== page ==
Encyclopedia of Religion
and Society

William H. Swatos, Jr. Editor

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Philosophical doctrine used as one source of inspiration by Mme. Helene Petrova Blavatsky (1831-1891), who founded the Theosophical Society in 1875. Theosophy has connections to Hinduism, Buddhism, and Jainism and is intrinsically related to Indian thought. As originally defined, theosophy is the common philosophical element within Eastern religions.

Early theosophical doctrines were essentially intellectual, constituting a way of thinking about religious questions. Mme. Blavatsky, a psychic and medium, gave the term a special connotation. In 1873, she met Henry Steel Olcott, who was captivated by her mediumistic performances and talk of occult knowledge. Blavatsky transmitted letters to Olcott from various unseen mystical adepts beginning in 1875 and, in that year, she, Olcott, and Charles Sotheran, a noted journalist and socialist, founded the Theosophical Society. Blavatsky's erudition, charisma, and alleged psychokinetic and extrasensory abilities attracted many followers and enabled her to overcome challenges regarding her leadership from Olcott and others.

Blavatsky's miraculous performances were revealed to be fraudulent by Dr. Richard Hodgson of the Society for Psychical Research. Although this debunking damaged the Theosophical Society, most of Mme. Blavatsky's core followers remained faithful, and she attracted new converts through her writings. After Blavatsky's death, Annie Besant and William Q. Judge, whom Blavatsky had appointed co-heads of the Eastern School of Theosophy, joined forces against Olcott and succeeded in obtaining his resignation. Society members accept the notions of reincarnation, karma, and transmigration; encourage the study of comparative religion; and advocate the investigation of the unexplained laws of nature and the powers latent in man. Esoteric doctrines include emphasis on hidden traditions that evolved from the magic of medieval Europe, the Knights Templar, Freemasonry, and a postulated secret society called the Great White Brotherhood. These doctrines have had important impacts on many modern mystical belief systems.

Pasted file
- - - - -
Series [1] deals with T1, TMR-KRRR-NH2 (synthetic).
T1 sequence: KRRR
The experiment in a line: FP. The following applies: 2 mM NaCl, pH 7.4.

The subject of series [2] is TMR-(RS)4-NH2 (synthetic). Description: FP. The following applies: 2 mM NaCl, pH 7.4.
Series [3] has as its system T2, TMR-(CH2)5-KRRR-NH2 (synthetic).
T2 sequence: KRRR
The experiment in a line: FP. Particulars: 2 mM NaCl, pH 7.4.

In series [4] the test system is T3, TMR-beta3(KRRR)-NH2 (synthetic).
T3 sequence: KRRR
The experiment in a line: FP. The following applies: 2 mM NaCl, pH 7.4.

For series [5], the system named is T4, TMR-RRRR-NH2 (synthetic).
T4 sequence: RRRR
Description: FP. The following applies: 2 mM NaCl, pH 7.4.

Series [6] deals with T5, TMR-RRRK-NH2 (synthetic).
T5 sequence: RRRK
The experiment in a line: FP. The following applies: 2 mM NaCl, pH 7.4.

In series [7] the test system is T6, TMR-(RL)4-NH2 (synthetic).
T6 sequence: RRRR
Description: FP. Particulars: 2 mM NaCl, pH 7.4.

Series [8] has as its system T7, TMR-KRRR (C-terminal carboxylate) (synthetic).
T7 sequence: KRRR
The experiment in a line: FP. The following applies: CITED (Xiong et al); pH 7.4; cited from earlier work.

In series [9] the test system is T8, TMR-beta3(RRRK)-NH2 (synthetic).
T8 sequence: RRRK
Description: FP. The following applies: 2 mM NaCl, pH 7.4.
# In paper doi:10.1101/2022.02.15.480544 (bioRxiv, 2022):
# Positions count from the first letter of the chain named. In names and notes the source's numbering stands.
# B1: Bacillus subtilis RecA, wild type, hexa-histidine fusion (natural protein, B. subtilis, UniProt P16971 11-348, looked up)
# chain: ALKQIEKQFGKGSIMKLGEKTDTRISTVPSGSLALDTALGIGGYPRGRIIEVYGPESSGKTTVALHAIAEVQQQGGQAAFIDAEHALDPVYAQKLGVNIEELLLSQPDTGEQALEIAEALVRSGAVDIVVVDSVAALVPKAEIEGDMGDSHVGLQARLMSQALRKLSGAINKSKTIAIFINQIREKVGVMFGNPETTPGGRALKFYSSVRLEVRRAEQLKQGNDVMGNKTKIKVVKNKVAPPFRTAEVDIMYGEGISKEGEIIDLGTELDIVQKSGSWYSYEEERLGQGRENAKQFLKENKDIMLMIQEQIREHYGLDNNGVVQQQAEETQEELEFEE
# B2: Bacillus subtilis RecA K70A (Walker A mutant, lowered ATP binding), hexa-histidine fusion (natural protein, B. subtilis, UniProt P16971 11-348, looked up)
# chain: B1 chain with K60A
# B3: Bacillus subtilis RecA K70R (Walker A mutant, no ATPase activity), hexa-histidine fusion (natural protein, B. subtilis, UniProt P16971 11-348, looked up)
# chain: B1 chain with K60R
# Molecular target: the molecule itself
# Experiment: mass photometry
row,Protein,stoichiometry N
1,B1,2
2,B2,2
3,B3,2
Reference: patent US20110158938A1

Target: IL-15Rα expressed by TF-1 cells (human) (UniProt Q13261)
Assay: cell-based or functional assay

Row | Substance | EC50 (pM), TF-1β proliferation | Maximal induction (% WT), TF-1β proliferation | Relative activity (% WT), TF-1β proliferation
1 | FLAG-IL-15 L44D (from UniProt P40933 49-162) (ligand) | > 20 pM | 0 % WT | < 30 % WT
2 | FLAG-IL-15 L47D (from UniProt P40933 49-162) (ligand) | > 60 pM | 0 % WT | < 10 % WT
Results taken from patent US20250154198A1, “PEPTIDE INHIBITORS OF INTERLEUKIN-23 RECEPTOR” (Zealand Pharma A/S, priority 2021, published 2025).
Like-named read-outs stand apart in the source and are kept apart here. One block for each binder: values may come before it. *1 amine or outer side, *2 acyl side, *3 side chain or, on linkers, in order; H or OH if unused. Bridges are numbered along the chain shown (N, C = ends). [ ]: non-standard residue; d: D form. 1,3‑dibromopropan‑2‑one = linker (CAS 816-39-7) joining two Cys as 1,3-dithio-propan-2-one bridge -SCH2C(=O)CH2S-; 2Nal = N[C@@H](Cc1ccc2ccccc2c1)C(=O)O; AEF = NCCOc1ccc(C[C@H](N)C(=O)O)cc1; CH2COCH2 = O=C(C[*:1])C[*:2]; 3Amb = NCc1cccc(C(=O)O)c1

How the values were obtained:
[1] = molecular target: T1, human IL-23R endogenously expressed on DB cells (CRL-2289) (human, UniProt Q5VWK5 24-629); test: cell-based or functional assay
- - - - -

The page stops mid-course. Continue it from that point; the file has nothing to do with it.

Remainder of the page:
James McClenon


H. P. Blavatsky, The Secret Doctrine (Point Loma, Calif.: Aryan Theosophical Press, 1909)

S. Cranston, HBP (New York: Putnam, 1993)

F. E. Garrett, Isis Very Much Unveiled , 4th ed. (London: Westminster Gazette, 1895)

K. P. Johnson, Initiates of Theosophical Masters (Albany: SUNY Press, 1995)

J. B. Tamney, American Society in the Buddhist Mirror (New York: Garland, 1992).

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